|Teaching Civic Engagement Globally is the result of collaborative work spanning scholars from multiple disciplines, fields, and careers. Political scientists, educators, and students have joined to produce important, timely research.|
by Theodore Chadjipadelis and Georgia Panagiotidou, Aristotle University of Thessaloniki
This chapter presents an experiment of teaching “democracy”, where political science students at Aristotle university of Thessaloniki are trained and assigned to teach a civic education course to other students in high schools and universities. The research investigates the effect of this civic education intervention on the nature and extent of students’ political mobilization. Analysis of survey data from participants indicates that the course in democracy enhances students’ political engagement.
This chapter offers an example of a University-based civic engagement course that strengthens democracy, allowing students to simulate their role as future citizens in the implemented interactive workshops. The research presented in this chapter highlights the important role of civic education and its positive effect in the political behavior and engagement of the students. Analysis from the data shows that the students who were taught civic education course by the political science department students who had opted for the “teaching civic education” academic module managed to score higher in political behavior characteristics (political interest, knowledge and mobilization) in comparison to the control group (general student’s population). In addition to the above, the study shows that the distance learning course (spring semester 2020) had the same effect on the students for political engagement, as the in-classroom courses before the COVID-19 pandemic (spring semester 2019).
The intervention in the Aristotle University of the Thessaloniki, with students teaching civic education to other students in high schools and universities, shows the importance of teaching democracy, especially when this takes the form of interactive workshops where students can simulate their future role as citizens and be trained on special topics such as representation, deliberation, elections, and understanding the basic democratic institutions and functions. The Aristotle University experiment can serve as an example for other institutions and researchers. Applying the methodology, they can prepare their students to develop and deliver interactive civic education courses to other students, and they can also examine the effect on the political behavior of the young participants. Such intervention could enhance the content of civic education and promote the importance of the inclusion of civic education in the school curriculum, as well as in the university’s curriculum, with the aim of strengthening the role of the citizen in contemporary and strong democratic societies.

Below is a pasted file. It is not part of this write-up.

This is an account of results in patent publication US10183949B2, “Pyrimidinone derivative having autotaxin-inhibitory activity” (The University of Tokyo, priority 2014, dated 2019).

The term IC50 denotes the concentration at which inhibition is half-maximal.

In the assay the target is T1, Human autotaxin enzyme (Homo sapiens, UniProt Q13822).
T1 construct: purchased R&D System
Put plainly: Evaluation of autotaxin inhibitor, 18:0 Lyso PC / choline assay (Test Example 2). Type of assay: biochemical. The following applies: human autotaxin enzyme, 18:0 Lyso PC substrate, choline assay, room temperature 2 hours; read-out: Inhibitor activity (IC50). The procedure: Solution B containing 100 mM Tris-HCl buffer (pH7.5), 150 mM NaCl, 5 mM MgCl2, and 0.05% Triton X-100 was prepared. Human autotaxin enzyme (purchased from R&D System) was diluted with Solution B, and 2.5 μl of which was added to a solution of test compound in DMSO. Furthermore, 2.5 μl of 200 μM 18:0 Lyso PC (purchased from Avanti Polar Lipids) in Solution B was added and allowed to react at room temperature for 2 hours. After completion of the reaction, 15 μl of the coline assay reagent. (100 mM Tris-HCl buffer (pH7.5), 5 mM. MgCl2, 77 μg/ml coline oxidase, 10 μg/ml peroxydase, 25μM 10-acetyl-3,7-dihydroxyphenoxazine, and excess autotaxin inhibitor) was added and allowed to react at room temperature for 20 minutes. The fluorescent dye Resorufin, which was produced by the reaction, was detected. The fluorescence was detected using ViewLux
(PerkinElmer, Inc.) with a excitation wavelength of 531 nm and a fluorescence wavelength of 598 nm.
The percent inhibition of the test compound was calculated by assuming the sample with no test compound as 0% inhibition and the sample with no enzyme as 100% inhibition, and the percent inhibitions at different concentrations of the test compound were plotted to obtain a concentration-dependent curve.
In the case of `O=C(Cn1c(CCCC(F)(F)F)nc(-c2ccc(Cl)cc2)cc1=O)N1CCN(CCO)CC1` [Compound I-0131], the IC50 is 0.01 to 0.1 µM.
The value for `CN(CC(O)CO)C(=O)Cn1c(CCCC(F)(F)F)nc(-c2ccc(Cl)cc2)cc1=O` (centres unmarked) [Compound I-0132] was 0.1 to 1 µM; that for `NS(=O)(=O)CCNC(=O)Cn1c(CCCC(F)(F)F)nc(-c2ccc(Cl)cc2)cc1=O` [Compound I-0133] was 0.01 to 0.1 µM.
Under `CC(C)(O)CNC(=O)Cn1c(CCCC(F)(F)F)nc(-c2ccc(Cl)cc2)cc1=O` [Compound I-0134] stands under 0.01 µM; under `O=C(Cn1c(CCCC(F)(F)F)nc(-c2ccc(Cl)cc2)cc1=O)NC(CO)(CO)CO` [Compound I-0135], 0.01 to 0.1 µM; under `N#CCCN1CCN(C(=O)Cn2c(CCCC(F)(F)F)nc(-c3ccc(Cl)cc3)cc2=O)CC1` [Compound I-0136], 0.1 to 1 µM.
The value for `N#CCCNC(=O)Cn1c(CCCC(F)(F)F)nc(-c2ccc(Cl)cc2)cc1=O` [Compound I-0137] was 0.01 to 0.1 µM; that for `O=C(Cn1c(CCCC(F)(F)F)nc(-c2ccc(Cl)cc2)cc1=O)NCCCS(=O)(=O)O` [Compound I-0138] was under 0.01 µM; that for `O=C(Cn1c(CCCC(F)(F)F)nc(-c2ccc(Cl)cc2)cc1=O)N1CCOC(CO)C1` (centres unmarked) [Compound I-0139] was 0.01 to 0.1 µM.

About Teaching Civic Engagement Globally
Educators around the globe are facing challenges in teaching politics in an era in which populist values are on the rise, authoritarian governance is legitimized, and core democratic tenets are regularly undermined. To combat anti-democratic outcomes and citizens’ apathy, Teaching Civic Engagement Globally provides a wide range of pedagogical tools to help the current generation learn to effectively navigate debates and lead changes in local, national, and global politics. Contributors discuss key theoretical discussions and challenges regarding global civic engagement education, highlight successful evidence-based pedagogical approaches, and review effective ways to reach across disciplines and the global education community.